• The Service of Worship by Randall Van Meggelen

    FROM TABLETALK | October 2008

    I recently shared with my pastors that I attended a course in which the instructor encouraged the class of music directors to view ourselves not merely as musicians, but rather as “church” musicians. One of my pastors responded by suggesting that …Read More

  • Pluralistic Worship by Terry Johnson

    FROM TABLETALK | June 2008

    During the Reformation era, debates raged over what things must be considered crucial to Christian faith and practice, and what could be considered adiaphora (Latin for “things indifferent”). All sides agreed that the doctrines of the Trinity, the atonement, and …Read More

  • Corporate Reverence by Gene Edward Veith

    FROM TABLETALK | October 2007

    The church growth movement mandates “contemporary worship” styles, which means, in practice, replacing hymns with “praise songs.” These consist of simple lyrical phrases, often repeated, set to a simple tune in the style of pop music. The problem …Read More

  • Pragmatic Principle by R.C. Sproul Jr.

    FROM TABLETALK | October 2007

      It goes against my own principles to argue from the perspective of the pragmatic. Pragmatism, after all, is a worldly thing. We have been called to faithfulness. God tells us what to do, and we are to do …Read More

  • Good Intentions Gone Bad by R.C. Sproul

    FROM TABLETALK | October 2007

    The adage tells us that there is a destination, the road to which is paved with good intentions. It is the destination that we would prefer not to reach. Good intentions can have disastrous results and consequences. When we look …Read More

  • A Communion of Confession by Eric Watkins

    FROM TABLETALK | January 2007

    What would our worship be like apart from the hindering effects of sin? Each of us experiences those bumpy moments along the way — Sunday mornings that truly compete with our desire to be in worship. We come to church …Read More

  • Responding to a Holy God by J.C. Poole

    FROM TABLETALK | November 2006

    One of the things that I’ve noticed over time is that our worship has changed. Change can be good or bad. It seems that our worship has turned into more of a spectacle or entertainment production. I enjoy entertainment, but …Read More

  • Worship According to the Word by Albert Mohler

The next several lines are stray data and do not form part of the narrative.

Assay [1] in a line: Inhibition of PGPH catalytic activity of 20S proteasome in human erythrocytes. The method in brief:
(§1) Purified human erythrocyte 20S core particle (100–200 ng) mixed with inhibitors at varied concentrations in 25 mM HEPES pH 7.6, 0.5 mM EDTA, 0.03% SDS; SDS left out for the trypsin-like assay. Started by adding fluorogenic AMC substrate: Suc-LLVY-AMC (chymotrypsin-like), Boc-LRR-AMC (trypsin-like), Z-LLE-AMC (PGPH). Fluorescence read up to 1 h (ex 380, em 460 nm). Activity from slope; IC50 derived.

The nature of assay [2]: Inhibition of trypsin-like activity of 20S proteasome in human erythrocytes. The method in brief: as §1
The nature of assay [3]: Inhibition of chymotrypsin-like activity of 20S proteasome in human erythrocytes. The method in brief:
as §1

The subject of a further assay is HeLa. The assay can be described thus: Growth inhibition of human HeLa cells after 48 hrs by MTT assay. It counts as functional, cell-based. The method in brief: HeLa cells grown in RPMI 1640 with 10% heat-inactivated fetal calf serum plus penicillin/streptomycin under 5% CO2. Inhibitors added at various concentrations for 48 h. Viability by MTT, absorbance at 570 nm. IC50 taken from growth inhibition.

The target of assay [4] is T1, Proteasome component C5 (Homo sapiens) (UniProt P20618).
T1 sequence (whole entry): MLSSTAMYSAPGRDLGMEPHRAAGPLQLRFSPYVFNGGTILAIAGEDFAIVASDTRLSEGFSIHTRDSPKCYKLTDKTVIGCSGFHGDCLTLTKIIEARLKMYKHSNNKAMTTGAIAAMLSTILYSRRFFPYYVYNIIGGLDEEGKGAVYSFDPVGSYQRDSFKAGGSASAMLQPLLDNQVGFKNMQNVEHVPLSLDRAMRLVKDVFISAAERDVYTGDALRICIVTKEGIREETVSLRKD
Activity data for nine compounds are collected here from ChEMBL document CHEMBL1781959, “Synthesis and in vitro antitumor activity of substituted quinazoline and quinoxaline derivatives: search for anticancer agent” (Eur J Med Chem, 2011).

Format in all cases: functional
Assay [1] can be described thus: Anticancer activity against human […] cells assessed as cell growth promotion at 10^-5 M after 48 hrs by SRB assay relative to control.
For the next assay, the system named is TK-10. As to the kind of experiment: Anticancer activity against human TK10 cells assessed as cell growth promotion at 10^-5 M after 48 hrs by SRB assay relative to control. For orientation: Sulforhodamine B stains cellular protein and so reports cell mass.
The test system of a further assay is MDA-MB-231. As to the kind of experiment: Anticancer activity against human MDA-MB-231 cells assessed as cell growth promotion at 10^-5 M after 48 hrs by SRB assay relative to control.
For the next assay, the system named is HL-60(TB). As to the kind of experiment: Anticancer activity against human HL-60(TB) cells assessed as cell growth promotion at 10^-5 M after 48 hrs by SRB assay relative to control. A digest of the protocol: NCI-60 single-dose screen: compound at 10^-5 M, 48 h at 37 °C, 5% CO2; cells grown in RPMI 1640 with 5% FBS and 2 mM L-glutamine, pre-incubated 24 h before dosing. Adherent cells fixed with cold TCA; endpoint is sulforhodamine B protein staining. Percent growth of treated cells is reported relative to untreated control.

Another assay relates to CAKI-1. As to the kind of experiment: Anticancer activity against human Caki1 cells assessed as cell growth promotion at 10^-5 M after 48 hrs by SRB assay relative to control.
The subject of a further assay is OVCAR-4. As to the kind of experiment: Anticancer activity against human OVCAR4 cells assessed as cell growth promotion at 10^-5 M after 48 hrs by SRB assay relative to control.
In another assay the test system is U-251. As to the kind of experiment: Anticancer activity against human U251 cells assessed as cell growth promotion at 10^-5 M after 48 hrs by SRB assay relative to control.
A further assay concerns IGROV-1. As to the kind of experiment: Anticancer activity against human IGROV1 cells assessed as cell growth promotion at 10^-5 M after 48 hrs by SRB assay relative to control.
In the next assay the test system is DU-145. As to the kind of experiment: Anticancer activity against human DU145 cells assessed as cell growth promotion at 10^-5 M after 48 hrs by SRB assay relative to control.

FROM TABLETALK | January 2005

    In The Brothers Karamazov, Fyodor Dostoyevsky’s Grand Inquisitor offers this insight into fallen human nature: “So long as man remains free he strives for nothing so incessantly and so painfully as to find someone to worship.” Though the Grand …Read More

  • American Idols by R.C. Sproul Jr.

    FROM TABLETALK | January 2005

    We are made in God’s image. The sheer fact that we could spend the rest of our lives contemplating what it means to be made in God’s image, without beginning to scratch the surface, reminds us that we are God’s …Read More

  • Worship in Spirit and in Truth by Ligon Duncan

    FROM TABLETALK | January 2005

    In an unlikely encounter with an immoral Samaritan woman, our Lord Jesus uttered one of most important statements ever made about worship. In John’s deeply moving account of Jesus’ meeting with the woman at the well, after Jesus uncovers her …Read More

  • God-centered Worship by Terry Johnson

    FROM TABLETALK | January 2005

    What is worship that is not centered on God? Worship that is centered on something other than God is not worship, we answer simply. It may be a religious gathering, it may be exciting, it may be informative, but it …Read More

  • Word and Sacrament in Worship by Kim Riddlebarger

    FROM TABLETALK | January 2005

    In those fundamentalist churches in which I was raised, most Sunday mornings the minister preached from a well-worn Bible, told a few stories to illustrate his point and then reminded us that Jesus is our only hope of heaven. But …Read More

  • The Reformation of Worship by D.G. Hart

    FROM TABLETALK | January 2005

    At the time of the Protestant Reformation in the sixteenth century, the worship of the Reformed churches was easily distinguished from that of its nemesis Rome, and it was distinguished from its Protestant alternatives, Lutheranism and Anglicanism. The twentieth-century Anglican …Read More

  • How Should We Then Worship? by R.C. Sproul

    FROM TABLETALK | January 2005

    Three-quarters of the way through the twentieth century, Francis A. Schaeffer asked the question, “How should we then live?” His book of the same name answered the questions raised by the radical shift in our culture from modernity to …Read More

  • A Divine Comedy by Burk Parsons

    FROM TABLETALK | January 2005

    Sadly, I must admit the unfortunate truth that I am a former member of a boy band. In January of 1993 I was chosen to be one of the first members of the pop group “The Backstreet Boys.” As …Read More